This is one of my most popular questions amongst people who inquire about the treatment of medical cannabis. Many people wonder whether or not their primary care can give them a recommendation for medical marijuana. To be totally honest it depends! In the state of Florida, there are specific requirements a physician must meet before he or she can recommend medical marijuana as a form of treatment to qualifying patients. But what exactly are the requirements?
First off, in order for any physician to become qualified to write recommendations for medical marijuana, he or she must possess an active, unrestricted physician license under Chapter 458 F.S., or an active, unrestricted osteopathic physician license under Chapter 459, F.S. in the state of Florida. Please keep in mind, this is extremely important when it comes to any type of medical treatment, not just medical cannabis.
“The primary legislative purpose in enacting this chapter is to ensure that every physician practicing in this state meets minimum requirements for safe practice” (2018).
Next, a physician who meets the requirements mentioned above must complete the required 2-hour course and examination in order to gain access to the Florida Department of Health Medical Marijuana Use Registry. In addition to the initial 2-hour course and examination, the physician must successfully complete the course and examination each time his or her license is renewed in order to remain an active medical cannabis physician.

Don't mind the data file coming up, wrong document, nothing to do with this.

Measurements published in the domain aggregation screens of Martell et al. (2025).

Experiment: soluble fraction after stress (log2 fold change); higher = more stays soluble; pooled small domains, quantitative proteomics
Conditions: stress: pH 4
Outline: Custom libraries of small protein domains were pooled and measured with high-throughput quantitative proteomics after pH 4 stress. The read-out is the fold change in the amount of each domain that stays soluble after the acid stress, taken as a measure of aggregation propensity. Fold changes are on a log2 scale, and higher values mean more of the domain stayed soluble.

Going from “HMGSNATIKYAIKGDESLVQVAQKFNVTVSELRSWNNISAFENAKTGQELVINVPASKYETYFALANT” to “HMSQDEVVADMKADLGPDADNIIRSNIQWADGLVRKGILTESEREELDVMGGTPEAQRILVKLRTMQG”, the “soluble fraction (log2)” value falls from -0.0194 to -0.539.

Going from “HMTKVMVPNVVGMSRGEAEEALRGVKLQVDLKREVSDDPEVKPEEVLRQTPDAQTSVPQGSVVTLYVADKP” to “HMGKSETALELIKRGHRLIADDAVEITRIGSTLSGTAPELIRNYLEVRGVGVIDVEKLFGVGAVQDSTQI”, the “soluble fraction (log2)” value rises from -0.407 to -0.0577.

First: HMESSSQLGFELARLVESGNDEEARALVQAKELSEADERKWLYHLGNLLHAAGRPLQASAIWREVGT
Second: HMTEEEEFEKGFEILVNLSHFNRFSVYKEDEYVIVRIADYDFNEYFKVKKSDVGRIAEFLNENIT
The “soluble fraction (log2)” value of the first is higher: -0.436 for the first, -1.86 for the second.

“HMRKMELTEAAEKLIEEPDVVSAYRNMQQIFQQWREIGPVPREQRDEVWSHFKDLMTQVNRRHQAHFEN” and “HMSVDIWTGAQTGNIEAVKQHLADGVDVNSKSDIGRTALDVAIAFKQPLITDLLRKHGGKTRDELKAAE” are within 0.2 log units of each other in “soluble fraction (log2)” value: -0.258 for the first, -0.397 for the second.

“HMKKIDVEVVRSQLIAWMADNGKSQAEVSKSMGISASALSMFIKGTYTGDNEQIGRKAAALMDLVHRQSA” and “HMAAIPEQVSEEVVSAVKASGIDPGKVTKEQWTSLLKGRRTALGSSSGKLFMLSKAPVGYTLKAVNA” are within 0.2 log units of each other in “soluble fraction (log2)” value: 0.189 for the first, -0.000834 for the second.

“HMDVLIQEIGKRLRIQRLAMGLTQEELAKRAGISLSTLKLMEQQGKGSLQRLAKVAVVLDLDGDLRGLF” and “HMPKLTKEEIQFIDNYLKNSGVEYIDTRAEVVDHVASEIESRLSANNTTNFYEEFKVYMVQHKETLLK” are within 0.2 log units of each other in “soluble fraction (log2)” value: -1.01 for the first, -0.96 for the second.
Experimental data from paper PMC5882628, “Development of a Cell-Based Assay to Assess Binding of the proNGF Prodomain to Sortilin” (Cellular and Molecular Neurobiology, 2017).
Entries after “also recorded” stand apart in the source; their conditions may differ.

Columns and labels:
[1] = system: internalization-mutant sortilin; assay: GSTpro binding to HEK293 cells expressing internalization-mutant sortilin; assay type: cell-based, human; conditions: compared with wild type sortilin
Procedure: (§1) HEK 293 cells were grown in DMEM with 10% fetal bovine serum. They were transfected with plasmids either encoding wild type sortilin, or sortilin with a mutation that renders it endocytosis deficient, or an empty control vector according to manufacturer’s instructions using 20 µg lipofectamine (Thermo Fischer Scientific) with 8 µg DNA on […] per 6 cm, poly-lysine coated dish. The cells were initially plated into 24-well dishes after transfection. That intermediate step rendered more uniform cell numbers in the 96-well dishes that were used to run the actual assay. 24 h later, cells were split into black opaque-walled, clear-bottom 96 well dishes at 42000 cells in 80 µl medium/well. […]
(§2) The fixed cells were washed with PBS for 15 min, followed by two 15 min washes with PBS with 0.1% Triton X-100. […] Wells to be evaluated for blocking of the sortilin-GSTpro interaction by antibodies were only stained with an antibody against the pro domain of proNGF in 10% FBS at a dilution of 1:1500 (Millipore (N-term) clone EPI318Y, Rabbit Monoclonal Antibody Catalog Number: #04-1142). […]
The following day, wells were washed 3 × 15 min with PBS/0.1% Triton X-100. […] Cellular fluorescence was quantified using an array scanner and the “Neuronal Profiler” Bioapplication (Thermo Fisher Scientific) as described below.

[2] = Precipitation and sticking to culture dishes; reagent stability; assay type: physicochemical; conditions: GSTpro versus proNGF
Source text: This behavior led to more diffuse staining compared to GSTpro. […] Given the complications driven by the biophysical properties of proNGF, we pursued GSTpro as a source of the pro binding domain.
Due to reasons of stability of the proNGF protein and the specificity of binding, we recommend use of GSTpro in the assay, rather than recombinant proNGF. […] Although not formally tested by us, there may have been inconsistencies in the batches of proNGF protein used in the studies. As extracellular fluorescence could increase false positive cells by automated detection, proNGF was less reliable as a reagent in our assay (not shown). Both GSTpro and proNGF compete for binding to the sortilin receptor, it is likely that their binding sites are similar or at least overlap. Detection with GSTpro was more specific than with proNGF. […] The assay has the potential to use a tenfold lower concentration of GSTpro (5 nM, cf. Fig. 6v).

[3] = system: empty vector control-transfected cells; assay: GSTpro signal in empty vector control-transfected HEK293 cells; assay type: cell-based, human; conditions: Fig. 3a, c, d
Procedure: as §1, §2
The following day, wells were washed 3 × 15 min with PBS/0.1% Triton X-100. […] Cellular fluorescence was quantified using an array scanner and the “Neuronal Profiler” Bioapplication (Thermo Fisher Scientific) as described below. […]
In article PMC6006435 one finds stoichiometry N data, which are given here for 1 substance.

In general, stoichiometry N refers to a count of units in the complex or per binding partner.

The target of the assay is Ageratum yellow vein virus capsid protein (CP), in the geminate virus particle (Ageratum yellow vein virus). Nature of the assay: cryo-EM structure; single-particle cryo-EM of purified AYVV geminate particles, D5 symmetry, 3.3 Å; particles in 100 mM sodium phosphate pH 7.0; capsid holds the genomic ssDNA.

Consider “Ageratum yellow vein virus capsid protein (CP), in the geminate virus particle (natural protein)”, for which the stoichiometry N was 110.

Also, a physician must be able to determine that the benefits of medical marijuana consumption outweigh the risks and will be beneficial as a form of treatment for each individual patient seeking out a recommendation. I became an advocate for medical cannabis after working in the ER and seeing the opioid epidemic increase at an alarming rate. With minimal side effects and zero death tolls, I knew cannabis was an alternative to opioids that I wanted to offer my patients. I am all for weighing out the pro’s and con’s for each individual patient and their situation. “If a patient is younger than 18 years of age, a second physician must concur with the low-THC or medical cannabis order, and such determination must be documented in the patient’s medical record” (2018).
Remember in the state of Florida, a qualified medical marijuana physician like myself cannot prescribe, however we can write a recommendation for medical cannabis. Hopefully over time this will change, but for now upon approval, patients are advised that medical cannabis cannot be prescribed and that there is no scientific data or criteria on dosing. I always advise patients to start with a low dose and then we can slowly increase dosing while monitoring for adverse reactions.
For more information on medical marijuana or how to register please click here.